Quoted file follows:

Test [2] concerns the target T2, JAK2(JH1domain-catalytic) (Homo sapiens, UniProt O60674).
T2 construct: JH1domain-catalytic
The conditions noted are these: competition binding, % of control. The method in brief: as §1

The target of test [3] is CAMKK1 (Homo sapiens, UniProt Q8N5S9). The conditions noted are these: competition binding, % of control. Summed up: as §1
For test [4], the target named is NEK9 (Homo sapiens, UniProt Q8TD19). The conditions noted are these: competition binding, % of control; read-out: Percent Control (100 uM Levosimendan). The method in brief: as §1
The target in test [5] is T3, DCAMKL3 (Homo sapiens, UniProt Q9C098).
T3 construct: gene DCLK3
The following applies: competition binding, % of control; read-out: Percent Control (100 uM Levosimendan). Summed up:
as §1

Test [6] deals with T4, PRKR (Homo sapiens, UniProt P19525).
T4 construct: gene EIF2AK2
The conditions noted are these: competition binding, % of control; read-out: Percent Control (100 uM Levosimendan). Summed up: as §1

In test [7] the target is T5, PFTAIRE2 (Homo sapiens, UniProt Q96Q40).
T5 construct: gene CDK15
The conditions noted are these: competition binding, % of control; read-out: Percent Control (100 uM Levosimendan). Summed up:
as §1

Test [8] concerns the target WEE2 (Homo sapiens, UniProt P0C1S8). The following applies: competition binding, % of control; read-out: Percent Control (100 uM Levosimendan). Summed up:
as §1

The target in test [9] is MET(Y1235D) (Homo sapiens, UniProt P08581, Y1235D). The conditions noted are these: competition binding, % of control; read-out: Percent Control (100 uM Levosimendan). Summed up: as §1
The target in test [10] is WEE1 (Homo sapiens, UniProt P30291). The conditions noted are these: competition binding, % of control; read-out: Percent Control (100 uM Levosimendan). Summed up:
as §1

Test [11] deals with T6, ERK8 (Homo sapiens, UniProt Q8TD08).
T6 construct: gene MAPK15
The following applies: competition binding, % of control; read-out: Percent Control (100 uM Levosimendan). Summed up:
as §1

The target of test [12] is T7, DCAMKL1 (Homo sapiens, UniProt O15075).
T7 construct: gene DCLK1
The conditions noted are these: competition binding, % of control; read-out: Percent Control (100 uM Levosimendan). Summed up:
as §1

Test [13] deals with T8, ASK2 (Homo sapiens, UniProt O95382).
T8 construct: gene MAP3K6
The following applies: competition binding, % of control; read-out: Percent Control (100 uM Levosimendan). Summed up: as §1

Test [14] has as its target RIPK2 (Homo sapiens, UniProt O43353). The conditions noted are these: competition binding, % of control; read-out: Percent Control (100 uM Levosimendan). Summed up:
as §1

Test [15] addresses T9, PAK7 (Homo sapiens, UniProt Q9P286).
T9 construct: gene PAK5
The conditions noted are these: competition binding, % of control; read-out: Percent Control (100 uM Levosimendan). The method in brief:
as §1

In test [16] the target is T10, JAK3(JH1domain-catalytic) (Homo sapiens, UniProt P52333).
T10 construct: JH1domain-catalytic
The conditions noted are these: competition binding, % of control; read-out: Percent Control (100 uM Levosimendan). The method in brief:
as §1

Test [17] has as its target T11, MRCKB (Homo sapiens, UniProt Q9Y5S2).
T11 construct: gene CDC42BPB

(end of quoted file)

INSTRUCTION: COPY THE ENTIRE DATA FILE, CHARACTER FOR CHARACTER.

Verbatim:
Test [2] concerns the target T2, JAK2(JH1domain-catalytic) (Homo sapiens, UniProt O60674).
T2 construct: JH1domain-catalytic
The conditions noted are these: competition binding, % of control. The method in brief: as §1

The target of test [3] is CAMKK1 (Homo sapiens, UniProt Q8N5S9). The conditions noted are these: competition binding, % of control. Summed up: as §1
For test [4], the target named is NEK9 (Homo sapiens, UniProt Q8TD19). The conditions noted are these: competition binding, % of control; read-out: Percent Control (100 uM Levosimendan). The method in brief: as §1
The target in test [5] is T3, DCAMKL3 (Homo sapiens, UniProt Q9C098).
T3 construct: gene DCLK3
The following applies: competition binding, % of control; read-out: Percent Control (100 uM Levosimendan). Summed up:
as §1

Test [6] deals with T4, PRKR (Homo sapiens, UniProt P19525).
T4 construct: gene EIF2AK2
The conditions noted are these: competition binding, % of control; read-out: Percent Control (100 uM Levosimendan). Summed up: as §1

In test [7] the target is T5, PFTAIRE2 (Homo sapiens, UniProt Q96Q40).
T5 construct: gene CDK15
The conditions noted are these: competition binding, % of control; read-out: Percent Control (100 uM Levosimendan). Summed up:
as §1

Test [8] concerns the target WEE2 (Homo sapiens, UniProt P0C1S8). The following applies: competition binding, % of control; read-out: Percent Control (100 uM Levosimendan). Summed up:
as §1

The target in test [9] is MET(Y1235D) (Homo sapiens, UniProt P08581, Y1235D). The conditions noted are these: competition binding, % of control; read-out: Percent Control (100 uM Levosimendan). Summed up: as §1
The target in test [10] is WEE1 (Homo sapiens, UniProt P30291). The conditions noted are these: competition binding, % of control; read-out: Percent Control (100 uM Levosimendan). Summed up:
as §1

Test [11] deals with T6, ERK8 (Homo sapiens, UniProt Q8TD08).
T6 construct: gene MAPK15
The following applies: competition binding, % of control; read-out: Percent Control (100 uM Levosimendan). Summed up:
as §1

The target of test [12] is T7, DCAMKL1 (Homo sapiens, UniProt O15075).
T7 construct: gene DCLK1
The conditions noted are these: competition binding, % of control; read-out: Percent Control (100 uM Levosimendan). Summed up:
as §1

Test [13] deals with T8, ASK2 (Homo sapiens, UniProt O95382).
T8 construct: gene MAP3K6
The following applies: competition binding, % of control; read-out: Percent Control (100 uM Levosimendan). Summed up: as §1

Test [14] has as its target RIPK2 (Homo sapiens, UniProt O43353). The conditions noted are these: competition binding, % of control; read-out: Percent Control (100 uM Levosimendan). Summed up:
as §1

Test [15] addresses T9, PAK7 (Homo sapiens, UniProt Q9P286).
T9 construct: gene PAK5
The conditions noted are these: competition binding, % of control; read-out: Percent Control (100 uM Levosimendan). The method in brief:
as §1

In test [16] the target is T10, JAK3(JH1domain-catalytic) (Homo sapiens, UniProt P52333).
T10 construct: JH1domain-catalytic
The conditions noted are these: competition binding, % of control; read-out: Percent Control (100 uM Levosimendan). The method in brief:
as §1

Test [17] has as its target T11, MRCKB (Homo sapiens, UniProt Q9Y5S2).
T11 construct: gene CDC42BPB